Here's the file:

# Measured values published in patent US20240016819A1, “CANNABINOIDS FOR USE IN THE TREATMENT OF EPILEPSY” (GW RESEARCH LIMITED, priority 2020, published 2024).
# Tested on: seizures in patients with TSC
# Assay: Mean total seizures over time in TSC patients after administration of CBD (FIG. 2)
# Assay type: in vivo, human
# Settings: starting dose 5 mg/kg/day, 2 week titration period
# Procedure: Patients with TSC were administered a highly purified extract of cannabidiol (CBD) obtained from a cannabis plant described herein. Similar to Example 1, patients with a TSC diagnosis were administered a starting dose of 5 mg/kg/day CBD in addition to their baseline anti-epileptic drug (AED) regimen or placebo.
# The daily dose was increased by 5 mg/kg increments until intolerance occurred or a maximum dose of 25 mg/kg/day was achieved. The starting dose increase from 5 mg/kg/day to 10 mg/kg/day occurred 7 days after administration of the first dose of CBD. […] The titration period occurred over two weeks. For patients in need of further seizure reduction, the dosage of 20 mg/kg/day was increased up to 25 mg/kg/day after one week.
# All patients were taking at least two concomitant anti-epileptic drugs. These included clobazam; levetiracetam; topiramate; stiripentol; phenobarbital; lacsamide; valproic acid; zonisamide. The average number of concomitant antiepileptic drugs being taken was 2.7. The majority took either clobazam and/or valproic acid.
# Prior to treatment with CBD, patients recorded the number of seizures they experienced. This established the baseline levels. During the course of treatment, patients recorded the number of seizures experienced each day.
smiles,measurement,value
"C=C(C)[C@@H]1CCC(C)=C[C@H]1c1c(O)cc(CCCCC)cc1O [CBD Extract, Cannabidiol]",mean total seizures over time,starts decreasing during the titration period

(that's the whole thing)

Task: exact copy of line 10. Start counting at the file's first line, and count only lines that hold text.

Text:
smiles,measurement,value